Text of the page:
Humans could one day fly to Mars — on a nuclear thermal rocket

Humankind could one day fly to Mars — on a nuclear thermal rocket. NASA and the Defense Advanced Research Projects Agency (DARPA) this week announced a collaboration to demonstrate such a rocket engine in space by 2027.

Believing the project will be an enabling capability for NASA crewed missions to Mars, the partnership have launched the Demonstration Rocket for Agile Cislunar Operations, or DRACO, program. They explain that using a nuclear thermal rocket allows for faster transit time, reducing risk for astronauts.

Reducing transit time is a key component for human missions to Mars, as longer trips require more supplies and more robust systems. Maturing faster, more efficient transportation technology will help NASA meet its Moon to Mars Objectives, they say.

The last nuclear thermal rocket engine tests conducted by the United States occurred more than 50 years ago under NASA’s Nuclear Engine for Rocket Vehicle Application and Rover projects.

NASA will work with our long-term partner, DARPA, to develop and demonstrate advanced nuclear thermal propulsion technology as soon as 2027,” explains NASA Administrator Bill Nelson. “With the help of this new technology, astronauts could journey to and from deep space faster than ever – a major capability to prepare for crewed missions to Mars.

“Congratulations to both NASA and DARPA on this exciting investment, as we ignite the future, together,” he adds.

Other benefits to space travel include increased science payload capacity and higher power for instrumentation and communication.

In a nuclear thermal rocket engine, a fission reactor is used to generate extremely high temperatures. The engine transfers the heat produced by the reactor to a liquid propellant, which is expanded and exhausted through a nozzle to propel the spacecraft. Nuclear thermal rockets can be three or more times more efficient than conventional chemical propulsion.

“NASA has a long history of collaborating with DARPA on projects that enable our respective missions, such as in-space servicing,” says NASA Deputy Administrator Pam Melroy. “Expanding our partnership to nuclear propulsion will help drive forward NASA’s goal to send humans to Mars.”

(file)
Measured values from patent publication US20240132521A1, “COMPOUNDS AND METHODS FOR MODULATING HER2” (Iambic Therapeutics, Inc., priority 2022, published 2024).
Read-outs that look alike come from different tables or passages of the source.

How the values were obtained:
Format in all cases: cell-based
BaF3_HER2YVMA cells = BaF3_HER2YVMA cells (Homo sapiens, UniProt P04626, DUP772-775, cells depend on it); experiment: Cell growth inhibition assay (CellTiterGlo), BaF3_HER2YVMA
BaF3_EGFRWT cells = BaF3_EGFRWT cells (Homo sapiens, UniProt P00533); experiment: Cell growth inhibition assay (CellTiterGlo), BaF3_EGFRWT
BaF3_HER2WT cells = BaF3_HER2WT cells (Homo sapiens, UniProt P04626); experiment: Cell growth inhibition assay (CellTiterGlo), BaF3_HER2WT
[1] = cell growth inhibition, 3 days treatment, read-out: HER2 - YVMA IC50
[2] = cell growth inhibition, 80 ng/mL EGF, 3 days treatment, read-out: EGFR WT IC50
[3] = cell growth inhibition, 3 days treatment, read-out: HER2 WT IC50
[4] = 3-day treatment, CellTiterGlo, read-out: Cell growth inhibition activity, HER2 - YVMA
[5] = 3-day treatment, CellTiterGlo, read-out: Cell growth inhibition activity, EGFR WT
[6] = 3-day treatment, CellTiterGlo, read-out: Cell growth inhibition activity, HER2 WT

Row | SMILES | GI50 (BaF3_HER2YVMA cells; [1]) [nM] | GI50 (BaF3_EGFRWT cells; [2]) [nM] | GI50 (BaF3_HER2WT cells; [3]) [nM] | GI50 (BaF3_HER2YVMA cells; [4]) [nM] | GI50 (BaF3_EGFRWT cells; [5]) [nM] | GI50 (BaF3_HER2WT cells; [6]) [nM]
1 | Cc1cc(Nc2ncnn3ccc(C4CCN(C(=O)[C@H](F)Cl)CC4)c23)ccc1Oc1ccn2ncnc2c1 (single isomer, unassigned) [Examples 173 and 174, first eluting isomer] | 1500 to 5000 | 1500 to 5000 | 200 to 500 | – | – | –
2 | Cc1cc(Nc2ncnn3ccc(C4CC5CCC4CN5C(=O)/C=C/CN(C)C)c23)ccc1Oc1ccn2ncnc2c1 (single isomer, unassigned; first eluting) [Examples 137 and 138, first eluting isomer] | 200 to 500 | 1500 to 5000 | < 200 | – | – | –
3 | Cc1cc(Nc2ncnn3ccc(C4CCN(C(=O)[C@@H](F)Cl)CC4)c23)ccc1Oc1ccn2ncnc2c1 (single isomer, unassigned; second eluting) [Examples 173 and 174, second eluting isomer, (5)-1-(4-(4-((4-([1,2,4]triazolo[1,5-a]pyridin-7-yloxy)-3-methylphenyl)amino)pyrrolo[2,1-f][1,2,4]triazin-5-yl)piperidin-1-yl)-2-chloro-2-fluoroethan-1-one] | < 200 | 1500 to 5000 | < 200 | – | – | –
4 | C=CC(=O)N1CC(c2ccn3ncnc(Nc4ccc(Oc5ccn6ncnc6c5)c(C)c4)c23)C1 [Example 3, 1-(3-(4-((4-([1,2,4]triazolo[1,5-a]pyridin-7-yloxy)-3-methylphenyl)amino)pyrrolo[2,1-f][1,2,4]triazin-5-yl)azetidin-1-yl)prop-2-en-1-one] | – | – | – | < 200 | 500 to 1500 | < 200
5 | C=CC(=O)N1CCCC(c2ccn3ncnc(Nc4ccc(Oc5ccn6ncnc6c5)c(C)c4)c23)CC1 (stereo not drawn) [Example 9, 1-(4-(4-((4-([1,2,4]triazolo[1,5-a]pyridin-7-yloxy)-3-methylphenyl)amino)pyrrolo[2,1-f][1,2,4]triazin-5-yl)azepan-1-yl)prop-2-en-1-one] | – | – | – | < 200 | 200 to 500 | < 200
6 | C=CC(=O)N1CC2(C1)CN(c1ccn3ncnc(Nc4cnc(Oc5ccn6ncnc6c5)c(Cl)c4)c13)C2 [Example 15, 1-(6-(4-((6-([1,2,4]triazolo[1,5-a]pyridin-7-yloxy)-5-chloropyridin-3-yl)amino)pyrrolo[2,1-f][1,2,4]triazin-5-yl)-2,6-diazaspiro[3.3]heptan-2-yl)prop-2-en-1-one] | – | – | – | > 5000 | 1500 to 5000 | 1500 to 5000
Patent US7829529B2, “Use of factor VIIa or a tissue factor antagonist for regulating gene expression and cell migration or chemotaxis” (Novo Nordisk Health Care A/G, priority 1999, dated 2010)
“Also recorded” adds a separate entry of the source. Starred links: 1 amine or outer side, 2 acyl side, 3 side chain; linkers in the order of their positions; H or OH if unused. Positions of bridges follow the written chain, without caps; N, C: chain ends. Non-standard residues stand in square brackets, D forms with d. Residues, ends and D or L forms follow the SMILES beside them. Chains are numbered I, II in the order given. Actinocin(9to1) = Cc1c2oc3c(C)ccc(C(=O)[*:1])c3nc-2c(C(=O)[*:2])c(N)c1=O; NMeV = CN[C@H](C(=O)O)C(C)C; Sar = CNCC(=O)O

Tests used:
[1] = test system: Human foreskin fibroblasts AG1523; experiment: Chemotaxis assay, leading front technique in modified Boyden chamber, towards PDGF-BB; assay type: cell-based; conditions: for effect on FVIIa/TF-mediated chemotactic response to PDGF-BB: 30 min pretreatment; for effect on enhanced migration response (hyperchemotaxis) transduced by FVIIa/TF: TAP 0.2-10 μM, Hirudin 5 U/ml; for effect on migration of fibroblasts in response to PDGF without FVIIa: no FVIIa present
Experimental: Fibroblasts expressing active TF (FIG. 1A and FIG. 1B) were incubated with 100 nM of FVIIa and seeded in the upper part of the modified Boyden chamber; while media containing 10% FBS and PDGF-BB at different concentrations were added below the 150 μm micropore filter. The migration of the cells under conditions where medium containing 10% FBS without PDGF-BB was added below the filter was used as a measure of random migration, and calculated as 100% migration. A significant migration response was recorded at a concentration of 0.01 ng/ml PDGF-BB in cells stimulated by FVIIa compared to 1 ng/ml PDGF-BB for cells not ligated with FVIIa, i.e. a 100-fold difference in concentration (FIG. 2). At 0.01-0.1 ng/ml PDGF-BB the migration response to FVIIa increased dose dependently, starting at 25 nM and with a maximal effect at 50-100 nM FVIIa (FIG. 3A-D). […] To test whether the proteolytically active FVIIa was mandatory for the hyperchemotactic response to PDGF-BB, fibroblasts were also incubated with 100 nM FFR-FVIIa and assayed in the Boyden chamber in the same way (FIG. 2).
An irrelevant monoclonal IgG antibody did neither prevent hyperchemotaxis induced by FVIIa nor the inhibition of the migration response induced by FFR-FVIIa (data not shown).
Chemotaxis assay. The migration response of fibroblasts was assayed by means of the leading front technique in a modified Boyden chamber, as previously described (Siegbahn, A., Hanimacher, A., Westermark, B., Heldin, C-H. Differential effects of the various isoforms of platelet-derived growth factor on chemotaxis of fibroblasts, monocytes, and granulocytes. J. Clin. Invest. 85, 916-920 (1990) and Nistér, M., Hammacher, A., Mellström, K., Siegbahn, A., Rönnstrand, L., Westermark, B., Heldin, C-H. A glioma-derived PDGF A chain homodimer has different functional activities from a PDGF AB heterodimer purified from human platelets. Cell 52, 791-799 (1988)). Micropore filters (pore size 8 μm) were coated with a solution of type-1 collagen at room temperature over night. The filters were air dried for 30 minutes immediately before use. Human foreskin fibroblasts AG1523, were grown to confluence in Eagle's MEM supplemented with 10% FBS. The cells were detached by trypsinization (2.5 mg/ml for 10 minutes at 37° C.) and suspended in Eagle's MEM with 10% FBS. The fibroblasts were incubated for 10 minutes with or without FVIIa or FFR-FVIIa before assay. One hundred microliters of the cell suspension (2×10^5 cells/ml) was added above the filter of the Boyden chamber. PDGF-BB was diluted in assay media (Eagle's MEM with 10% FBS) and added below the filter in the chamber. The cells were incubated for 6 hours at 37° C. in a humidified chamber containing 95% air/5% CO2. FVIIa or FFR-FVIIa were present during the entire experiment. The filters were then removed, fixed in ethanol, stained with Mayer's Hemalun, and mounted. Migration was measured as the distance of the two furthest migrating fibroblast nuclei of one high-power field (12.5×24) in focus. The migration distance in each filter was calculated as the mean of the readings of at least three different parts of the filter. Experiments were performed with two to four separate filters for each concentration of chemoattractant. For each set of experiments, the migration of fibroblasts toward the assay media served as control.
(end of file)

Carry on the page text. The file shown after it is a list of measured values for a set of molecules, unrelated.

Under the agreement, NASA’s Space Technology Mission Directorate (STMD) will lead technical development of the nuclear thermal engine to be integrated with DARPA’s experimental spacecraft.

DARPA is acting as the contracting authority for the development of the entire stage and the engine, which includes the reactor. They will lead the overall program including rocket systems integration and procurement, approvals, scheduling, and security, cover safety and liability, and ensure overall assembly and integration of the engine with the spacecraft.

Over the course of the development, NASA and DARPA will collaborate on assembly of the engine before the in-space demonstration as early as 2027.

DARPA director Dr. Stefanie Tompkins commented: “DARPA and NASA have a long history of fruitful collaboration in advancing technologies for our respective goals, from the Saturn V rocket that took humans to the Moon for the first time to robotic servicing and refueling of satellites.

“The space domain is critical to modern commerce, scientific discovery, and national security,” she adds. “The ability to accomplish leap-ahead advances in space technology through the DRACO nuclear thermal rocket program will be essential for more efficiently and quickly transporting material to the Moon and eventually, people to Mars.”

Report by Dean Murray, South West News Service


  1. If NASA had continued with the testing 50 years ago, they would have had nuclear propulsion by now. Fear drove them to give it up and fear may again do the same, at least in the US.

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